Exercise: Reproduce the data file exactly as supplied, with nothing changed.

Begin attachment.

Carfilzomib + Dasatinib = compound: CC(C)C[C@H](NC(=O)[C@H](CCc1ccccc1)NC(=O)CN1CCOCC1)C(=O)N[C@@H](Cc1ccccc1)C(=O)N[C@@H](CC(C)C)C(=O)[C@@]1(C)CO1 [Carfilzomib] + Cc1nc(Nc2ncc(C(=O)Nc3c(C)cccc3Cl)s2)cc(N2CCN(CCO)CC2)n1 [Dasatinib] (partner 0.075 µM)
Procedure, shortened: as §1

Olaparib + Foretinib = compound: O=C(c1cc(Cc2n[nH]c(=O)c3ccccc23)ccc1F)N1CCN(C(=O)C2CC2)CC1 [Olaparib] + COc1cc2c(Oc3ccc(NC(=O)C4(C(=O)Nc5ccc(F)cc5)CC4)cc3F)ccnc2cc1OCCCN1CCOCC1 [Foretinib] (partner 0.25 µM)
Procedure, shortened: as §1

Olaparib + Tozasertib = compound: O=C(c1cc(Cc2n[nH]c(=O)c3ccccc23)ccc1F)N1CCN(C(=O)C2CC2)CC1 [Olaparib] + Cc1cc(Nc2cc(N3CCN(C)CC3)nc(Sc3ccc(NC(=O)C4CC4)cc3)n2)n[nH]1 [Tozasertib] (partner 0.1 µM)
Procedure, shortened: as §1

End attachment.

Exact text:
Carfilzomib + Dasatinib = compound: CC(C)C[C@H](NC(=O)[C@H](CCc1ccccc1)NC(=O)CN1CCOCC1)C(=O)N[C@@H](Cc1ccccc1)C(=O)N[C@@H](CC(C)C)C(=O)[C@@]1(C)CO1 [Carfilzomib] + Cc1nc(Nc2ncc(C(=O)Nc3c(C)cccc3Cl)s2)cc(N2CCN(CCO)CC2)n1 [Dasatinib] (partner 0.075 µM)
Procedure, shortened: as §1

Olaparib + Foretinib = compound: O=C(c1cc(Cc2n[nH]c(=O)c3ccccc23)ccc1F)N1CCN(C(=O)C2CC2)CC1 [Olaparib] + COc1cc2c(Oc3ccc(NC(=O)C4(C(=O)Nc5ccc(F)cc5)CC4)cc3F)ccnc2cc1OCCCN1CCOCC1 [Foretinib] (partner 0.25 µM)
Procedure, shortened: as §1

Olaparib + Tozasertib = compound: O=C(c1cc(Cc2n[nH]c(=O)c3ccccc23)ccc1F)N1CCN(C(=O)C2CC2)CC1 [Olaparib] + Cc1cc(Nc2cc(N3CCN(C)CC3)nc(Sc3ccc(NC(=O)C4CC4)cc3)n2)n[nH]1 [Tozasertib] (partner 0.1 µM)
Procedure, shortened: as §1